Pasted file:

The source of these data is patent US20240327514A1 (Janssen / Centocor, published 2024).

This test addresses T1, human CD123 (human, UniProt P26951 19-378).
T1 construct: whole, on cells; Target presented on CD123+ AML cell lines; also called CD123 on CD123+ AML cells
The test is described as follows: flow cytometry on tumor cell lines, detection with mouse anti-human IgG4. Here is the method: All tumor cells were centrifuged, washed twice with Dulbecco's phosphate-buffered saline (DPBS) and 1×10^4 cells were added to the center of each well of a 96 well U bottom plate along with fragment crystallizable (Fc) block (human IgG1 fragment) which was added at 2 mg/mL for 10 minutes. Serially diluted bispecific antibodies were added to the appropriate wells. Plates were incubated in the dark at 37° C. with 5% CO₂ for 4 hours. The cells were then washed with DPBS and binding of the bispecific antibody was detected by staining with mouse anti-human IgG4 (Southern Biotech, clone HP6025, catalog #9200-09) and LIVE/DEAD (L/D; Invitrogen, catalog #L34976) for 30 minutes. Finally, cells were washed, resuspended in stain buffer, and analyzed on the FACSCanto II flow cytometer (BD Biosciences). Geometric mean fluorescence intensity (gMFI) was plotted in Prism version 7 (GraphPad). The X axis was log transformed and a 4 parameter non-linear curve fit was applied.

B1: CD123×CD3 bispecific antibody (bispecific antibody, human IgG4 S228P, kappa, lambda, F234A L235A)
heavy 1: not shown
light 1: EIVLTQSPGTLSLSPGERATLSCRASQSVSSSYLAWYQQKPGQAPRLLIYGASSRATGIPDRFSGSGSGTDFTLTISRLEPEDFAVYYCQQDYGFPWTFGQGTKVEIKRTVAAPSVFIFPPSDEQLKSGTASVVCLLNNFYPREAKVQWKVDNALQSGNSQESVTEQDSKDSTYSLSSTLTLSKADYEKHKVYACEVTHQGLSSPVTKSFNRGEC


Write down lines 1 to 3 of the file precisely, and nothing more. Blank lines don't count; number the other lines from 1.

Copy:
The source of these data is patent US20240327514A1 (Janssen / Centocor, published 2024).

This test addresses T1, human CD123 (human, UniProt P26951 19-378).
T1 construct: whole, on cells; Target presented on CD123+ AML cell lines; also called CD123 on CD123+ AML cells